Binding of N- and C-terminal anti-prion protein antibodies generates distinct phenotypes of cellular prion proteins (PrPC) obtained from human, sheep, cattle and mouse
Prion diseases are neurodegenerative disorders which cause Creutzfeldt-Jakob disease in humans, scrapie in sheep and bovine spongiform encephalopathy in cattle. The infectious agent is a protease resistant isoform (PrPSc) of a host encoded prion protein (PrPC). PrPSc proteins are characterized according to size and glycoform pattern. We analyzed the glycoform patterns of PrPC obtained from humans, sheep, cattle and mice to find interspecies variability for distinct differentiation among species. To obtain reliable results, the imaging technique was used for measurement of the staining band intensities and reproducible profiles were achieved by many repeated immunoblot analysis. With a set of antibodies, we discovered two distinct patterns which were not species-dependent. One pattern is characterized by high signal intensity for the di-glycosylated isoform using antibodies that bind to the N-terminal region, whereas the other exhibits high intensity for protein bands at the size of the nonglycosylated isoform using antibodies recognizing the C-terminal region. This pattern is the result of an overlap of the nonglycosylated full-length and the glycosylated N-terminal truncated PrPC isoforms. Our data demonstrate the importance of antibody selection in characterization of PrPC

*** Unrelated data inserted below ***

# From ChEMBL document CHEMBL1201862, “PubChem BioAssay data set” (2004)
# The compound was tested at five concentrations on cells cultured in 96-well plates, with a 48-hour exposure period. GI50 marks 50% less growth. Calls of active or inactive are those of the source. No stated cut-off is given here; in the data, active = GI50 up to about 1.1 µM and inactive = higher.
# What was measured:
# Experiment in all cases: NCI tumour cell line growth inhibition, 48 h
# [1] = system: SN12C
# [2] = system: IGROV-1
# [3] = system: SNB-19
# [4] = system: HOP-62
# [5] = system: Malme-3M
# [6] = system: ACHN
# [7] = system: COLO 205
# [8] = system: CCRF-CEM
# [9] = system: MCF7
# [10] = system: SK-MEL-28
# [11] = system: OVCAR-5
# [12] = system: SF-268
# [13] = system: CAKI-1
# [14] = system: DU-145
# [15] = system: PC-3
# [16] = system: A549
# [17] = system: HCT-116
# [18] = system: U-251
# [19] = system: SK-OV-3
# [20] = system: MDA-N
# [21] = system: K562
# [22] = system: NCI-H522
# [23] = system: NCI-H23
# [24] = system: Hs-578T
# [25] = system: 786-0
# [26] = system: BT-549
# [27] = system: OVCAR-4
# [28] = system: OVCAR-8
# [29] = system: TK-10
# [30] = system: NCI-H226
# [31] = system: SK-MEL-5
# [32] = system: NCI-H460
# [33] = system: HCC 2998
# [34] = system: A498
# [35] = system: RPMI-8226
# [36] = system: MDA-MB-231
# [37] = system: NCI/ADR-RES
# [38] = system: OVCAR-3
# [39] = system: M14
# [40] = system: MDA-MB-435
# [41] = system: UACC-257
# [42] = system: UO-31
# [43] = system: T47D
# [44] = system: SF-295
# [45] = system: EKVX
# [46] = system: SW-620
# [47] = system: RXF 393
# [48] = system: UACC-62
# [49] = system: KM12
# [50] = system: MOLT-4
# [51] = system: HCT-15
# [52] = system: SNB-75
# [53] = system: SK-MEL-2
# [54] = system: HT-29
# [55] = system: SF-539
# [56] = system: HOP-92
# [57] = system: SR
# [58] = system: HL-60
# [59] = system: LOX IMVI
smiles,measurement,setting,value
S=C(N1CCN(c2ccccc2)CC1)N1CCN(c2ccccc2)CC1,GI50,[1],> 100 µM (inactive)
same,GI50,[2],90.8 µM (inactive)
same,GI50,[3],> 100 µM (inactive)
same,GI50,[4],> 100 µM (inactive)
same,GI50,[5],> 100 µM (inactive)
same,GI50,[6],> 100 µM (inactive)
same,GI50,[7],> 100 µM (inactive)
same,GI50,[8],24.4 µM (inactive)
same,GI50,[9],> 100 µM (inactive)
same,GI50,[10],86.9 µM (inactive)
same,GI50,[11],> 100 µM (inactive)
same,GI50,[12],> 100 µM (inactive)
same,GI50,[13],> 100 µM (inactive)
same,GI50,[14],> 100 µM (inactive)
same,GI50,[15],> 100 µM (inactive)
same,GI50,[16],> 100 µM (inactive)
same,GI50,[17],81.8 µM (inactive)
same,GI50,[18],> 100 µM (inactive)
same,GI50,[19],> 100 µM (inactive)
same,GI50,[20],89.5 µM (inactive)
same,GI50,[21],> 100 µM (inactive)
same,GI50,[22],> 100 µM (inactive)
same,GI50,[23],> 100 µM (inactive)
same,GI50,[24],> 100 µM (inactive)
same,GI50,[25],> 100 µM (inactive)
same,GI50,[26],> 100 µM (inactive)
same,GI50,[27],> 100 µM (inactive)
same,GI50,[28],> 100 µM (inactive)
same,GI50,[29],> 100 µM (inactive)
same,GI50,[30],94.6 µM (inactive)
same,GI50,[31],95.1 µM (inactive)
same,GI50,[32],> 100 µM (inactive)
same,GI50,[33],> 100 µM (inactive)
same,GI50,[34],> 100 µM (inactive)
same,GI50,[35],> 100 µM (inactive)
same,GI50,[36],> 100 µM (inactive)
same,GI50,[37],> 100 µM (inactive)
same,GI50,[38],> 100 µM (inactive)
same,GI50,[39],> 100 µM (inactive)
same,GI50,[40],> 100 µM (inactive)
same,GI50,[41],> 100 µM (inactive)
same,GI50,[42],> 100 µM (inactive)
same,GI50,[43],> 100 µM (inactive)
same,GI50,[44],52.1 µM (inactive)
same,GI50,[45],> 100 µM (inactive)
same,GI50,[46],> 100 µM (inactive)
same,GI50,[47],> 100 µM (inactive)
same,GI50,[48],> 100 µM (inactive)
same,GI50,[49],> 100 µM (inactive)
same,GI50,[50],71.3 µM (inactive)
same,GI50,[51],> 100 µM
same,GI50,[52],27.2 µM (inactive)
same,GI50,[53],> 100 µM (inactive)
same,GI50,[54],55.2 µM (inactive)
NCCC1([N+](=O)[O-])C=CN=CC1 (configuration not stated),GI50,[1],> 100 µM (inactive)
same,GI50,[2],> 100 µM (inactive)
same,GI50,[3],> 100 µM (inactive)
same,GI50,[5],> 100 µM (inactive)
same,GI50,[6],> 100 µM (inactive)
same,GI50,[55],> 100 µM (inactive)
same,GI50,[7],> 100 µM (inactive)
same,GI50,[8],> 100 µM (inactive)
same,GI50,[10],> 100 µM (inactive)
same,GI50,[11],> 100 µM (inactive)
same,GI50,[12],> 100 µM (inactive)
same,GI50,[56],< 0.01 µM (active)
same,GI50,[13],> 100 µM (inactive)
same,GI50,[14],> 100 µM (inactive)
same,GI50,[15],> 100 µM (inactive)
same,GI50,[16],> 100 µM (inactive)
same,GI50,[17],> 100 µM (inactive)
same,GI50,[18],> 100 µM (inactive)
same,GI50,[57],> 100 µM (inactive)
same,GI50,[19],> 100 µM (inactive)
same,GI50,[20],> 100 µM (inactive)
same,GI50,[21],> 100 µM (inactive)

Kuczius, T. / Grassi, J. / Karch, H. / et al: Binding of N- and C-terminal anti-prion protein antibodies generates distinct phenotypes of cellular prion proteins (PrPC) obtained from human, sheep, cattle and mouse. 2007.
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